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Game with spanish words
06 June 2013 @ 00:50

       Top lay with words is a good recourse, for example if you want to tell someone anything, but you do not want to say it directly  --If you want to make fun of someone, but do not want to be noticed--. One anecdote, by the Spanish writer, Quevedo, is that he said a verse for the Spanish Queen, Isabel de Borbón; the verse was this one: “Entre el clavel y la rosa, su Majestad escoja”. It seems to want mean:  “That….the Queen choose, among the carmination and the rose”, because “Escoja” comes from the verb “Escoger” (To choose). But, really, Quevedo meant: “Entre el clavel y la rosa, Su Majestad es coja”  ( “Among the carmination and the rose, Your Majesty (the Queen) is lame”). The anecdote happened so: Francisco de Quevedo bet with his friends that he could make fun of the Queen, without she knew it. Then, he bought a bouquet of white carnations and other one of red roses;  he approached the Queen, who was in a public square and told her: "Between the white carnation and the red rose, choose Your Majesty".

The Queen Isabel de Borbón.

      This “Game of words” is named “Calambur”.

      Another game of words is: “Yo lo coloco y ella lo quita” (I place it and she moves it). It seems to be so: “Yo lo coloco y ella lo quita”; but also it can be: “Yo loco loco y ella loquita” (I am mad mad and she is little mad).

      Another funny game: “De Valencia, las naranjas; de Sevilla las maletas” (From Valencia, the oranges; from Sevilla, the suitcases).At the begining this is the sound that arrives to you, Is not it?. But, really it means: “From Valencia, the oranges; des-evilla (remove the “evillas”= the little part of a suitcase, where you pass the belt for closing the suitcase) the suitcases”.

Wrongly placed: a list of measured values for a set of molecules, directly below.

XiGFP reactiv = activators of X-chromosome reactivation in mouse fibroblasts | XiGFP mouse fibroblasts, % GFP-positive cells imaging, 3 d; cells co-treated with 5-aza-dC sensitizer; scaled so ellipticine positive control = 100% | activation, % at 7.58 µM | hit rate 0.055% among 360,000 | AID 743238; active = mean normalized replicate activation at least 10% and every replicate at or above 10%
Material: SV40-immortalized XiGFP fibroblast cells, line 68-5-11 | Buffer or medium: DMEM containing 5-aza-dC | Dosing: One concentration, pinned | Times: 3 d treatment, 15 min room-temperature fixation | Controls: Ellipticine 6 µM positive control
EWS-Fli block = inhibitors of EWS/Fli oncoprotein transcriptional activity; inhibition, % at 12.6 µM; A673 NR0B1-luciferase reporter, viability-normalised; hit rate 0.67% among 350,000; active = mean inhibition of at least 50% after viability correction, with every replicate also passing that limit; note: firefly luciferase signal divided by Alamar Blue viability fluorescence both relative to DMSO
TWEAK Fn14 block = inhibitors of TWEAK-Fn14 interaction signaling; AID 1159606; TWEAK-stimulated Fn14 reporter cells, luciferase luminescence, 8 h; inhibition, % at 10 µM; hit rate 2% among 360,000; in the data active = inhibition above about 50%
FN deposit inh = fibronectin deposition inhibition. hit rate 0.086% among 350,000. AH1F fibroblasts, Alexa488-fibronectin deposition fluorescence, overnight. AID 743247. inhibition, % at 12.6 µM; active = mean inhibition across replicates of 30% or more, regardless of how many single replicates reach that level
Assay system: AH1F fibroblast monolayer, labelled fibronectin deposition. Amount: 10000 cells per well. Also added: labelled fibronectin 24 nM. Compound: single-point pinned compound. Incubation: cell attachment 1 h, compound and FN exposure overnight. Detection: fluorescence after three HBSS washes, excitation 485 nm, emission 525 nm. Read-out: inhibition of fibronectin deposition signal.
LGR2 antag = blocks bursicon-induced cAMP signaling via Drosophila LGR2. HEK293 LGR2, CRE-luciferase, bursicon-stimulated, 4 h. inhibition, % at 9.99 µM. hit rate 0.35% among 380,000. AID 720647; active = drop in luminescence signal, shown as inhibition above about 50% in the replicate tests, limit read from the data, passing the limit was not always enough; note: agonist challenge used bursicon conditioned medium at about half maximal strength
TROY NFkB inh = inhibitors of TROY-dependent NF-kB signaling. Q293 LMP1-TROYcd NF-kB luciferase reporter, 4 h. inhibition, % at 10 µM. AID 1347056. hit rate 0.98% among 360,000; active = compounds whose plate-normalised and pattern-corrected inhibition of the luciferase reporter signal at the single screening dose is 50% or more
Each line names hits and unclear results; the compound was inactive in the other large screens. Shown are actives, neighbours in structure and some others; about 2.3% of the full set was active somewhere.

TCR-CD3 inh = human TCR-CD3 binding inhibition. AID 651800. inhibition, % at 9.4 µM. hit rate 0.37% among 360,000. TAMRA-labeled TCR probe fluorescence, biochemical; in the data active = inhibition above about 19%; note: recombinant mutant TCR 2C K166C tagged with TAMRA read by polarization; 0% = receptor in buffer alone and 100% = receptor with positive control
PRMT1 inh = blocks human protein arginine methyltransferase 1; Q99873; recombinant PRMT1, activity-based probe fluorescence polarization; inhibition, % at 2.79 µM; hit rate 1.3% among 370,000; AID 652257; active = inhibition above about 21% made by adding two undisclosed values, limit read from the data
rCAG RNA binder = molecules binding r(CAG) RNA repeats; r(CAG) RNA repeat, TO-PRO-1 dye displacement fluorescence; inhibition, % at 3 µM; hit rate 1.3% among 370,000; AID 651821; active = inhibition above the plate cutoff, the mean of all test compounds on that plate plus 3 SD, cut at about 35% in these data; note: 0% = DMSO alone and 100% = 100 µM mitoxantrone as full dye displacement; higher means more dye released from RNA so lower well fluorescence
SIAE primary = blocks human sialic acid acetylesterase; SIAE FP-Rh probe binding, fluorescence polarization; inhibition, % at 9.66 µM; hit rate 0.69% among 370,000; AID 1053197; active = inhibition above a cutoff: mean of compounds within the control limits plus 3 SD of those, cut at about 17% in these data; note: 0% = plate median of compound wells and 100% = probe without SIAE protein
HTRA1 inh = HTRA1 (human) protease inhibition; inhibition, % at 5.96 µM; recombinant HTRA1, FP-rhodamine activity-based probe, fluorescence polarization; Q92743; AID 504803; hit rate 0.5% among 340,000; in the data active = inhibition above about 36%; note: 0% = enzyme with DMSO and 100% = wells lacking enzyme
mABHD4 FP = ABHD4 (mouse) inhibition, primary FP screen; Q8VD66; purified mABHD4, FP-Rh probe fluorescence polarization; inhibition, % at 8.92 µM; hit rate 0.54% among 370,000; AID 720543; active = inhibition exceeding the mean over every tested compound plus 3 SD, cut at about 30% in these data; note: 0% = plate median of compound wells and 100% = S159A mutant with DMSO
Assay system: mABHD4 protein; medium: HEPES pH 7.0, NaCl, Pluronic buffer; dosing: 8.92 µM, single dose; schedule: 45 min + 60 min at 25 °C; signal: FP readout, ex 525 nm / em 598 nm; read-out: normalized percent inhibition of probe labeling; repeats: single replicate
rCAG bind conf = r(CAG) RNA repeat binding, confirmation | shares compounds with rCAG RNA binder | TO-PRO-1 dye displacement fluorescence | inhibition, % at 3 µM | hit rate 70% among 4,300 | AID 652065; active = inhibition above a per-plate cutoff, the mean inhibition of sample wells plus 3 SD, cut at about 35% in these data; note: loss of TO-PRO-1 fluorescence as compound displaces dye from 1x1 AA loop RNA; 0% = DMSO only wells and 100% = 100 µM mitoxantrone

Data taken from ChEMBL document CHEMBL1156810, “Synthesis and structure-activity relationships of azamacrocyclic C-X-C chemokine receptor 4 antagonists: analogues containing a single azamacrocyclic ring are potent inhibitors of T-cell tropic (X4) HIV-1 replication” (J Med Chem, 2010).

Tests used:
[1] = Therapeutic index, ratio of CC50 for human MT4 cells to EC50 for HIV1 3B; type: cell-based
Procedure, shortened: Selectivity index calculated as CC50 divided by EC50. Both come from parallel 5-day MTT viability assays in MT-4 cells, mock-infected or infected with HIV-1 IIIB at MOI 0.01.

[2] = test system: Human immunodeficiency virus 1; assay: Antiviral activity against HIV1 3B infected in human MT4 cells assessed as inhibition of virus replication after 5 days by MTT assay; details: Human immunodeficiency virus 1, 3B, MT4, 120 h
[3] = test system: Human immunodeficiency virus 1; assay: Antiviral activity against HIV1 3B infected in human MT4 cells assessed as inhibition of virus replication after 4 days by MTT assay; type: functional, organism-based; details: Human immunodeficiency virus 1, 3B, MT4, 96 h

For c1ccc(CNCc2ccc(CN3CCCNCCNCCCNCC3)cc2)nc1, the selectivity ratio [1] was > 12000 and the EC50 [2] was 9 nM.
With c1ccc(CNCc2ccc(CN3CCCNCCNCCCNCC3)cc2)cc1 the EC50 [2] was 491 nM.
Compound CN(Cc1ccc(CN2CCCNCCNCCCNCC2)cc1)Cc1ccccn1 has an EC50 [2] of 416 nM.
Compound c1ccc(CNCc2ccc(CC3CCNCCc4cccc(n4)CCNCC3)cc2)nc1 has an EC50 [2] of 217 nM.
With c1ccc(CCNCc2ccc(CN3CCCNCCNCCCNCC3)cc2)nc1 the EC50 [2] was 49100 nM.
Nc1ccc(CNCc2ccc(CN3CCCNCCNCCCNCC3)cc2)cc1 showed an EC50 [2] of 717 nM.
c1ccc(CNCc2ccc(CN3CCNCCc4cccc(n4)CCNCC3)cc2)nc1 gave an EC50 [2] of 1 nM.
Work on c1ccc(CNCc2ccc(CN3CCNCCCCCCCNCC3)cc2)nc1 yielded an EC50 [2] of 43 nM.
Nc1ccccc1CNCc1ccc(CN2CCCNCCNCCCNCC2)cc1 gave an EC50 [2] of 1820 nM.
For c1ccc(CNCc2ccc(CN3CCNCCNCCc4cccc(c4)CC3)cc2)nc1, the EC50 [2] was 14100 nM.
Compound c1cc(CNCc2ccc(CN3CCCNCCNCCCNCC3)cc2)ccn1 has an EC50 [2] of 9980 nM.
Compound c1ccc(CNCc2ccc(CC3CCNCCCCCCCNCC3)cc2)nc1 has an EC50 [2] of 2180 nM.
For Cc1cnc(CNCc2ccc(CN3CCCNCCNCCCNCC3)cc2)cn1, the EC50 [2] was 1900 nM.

Evilla of suitecase

       Another funny case of game of words: a sir says: “Mi hijo está en el trabajo como pez en el agua” (My son is in his job, like a fish in water) and another sir asks the first one: “¿Y que hace?” (And what is he doing?). “Pues….nada” (But…..nothing), answered the first sir.Note: “Nada”  can means “Nothing” or “Swims” (like a fish).

      Also there are some words, named “Palíndromos”. They are words, that are read on the same way forward or backward. They are words or sentences.

      The Spanish composer, Víctor Carbajo, have a very big selection of words “Polindrómicas”. For example, he talks about: “acurruca”, from the verb “Acurrucar”, that means: “Shrink, in order to protect against the cold itself”.

      Another word “Polindrómica” is: “aerea” (of air).

      Another one is. “alábala”, that comes from the verb “Alabar” (Elogiar, Praise).

      But there is another game of words; for example: “Nosotros malgastamos el tiempo” , --we say “malgastar” (waste), as if it was money--.  Also we say “Ahorrar” (Save up) time , as it was money.

      Another linguistic concept is: “Acróstico” (Acrostic). This word comes from the Greek “Acros”, that means: “Extreme” and “sticos”,  that means: “Verso” (Verse). It is a poetic composition, in which the first letter of each verse, if you read all of them, in a vertical way, you can read a message. One of the most famous cases, in the Spanish Literature is which you can find in the Prologue of “The Celestina”,, where the first letters of the Eighths, create the sentence: EL BACHILLER FERNANDO DE ROJAS ACABO LA COMEDIA DE CALISTO Y MELIBEA E FUE NACIDO EN LA PUEBLA DE MONTALBAN.

      Another very nice case is a poem by Luis de Tovar, compiled in General Songbook, by Hernando del Castillo. This is the poem:

Feroz sin Consuelo y sañuda dama

Remedia el trabajo a nadie creedero

A quien le siguió martirio tan fiero

No seas león o reyna pues te ama

Cien males se doblan cada ora  en que pene

Y en ti de tal guisa beldad, pues se asienta

No seas cruel en assi dar afruenta

Al que por te amar ya vida no tiene.

     

      All the words in red are female names: Eloysa, Joana, Guiomar, Leonor, Blanca, Isabel, Elena and Marya. But also, if you read all the verses, in a vertical way, you will read the name “FRANCYNA”.

      In Spain, we have a great woman dancer of Flamenco dancing, named SARA BARAS; if you read it from the end to the beginning, you will see that it is the same.

      Another “Palindromo” is:  “Yo hago yoga hoy”; if you read it from the end to the beginning, it will be read the same.

      I hope that you have enjoy with this post.

      Till soon, kind regards,

Luis.

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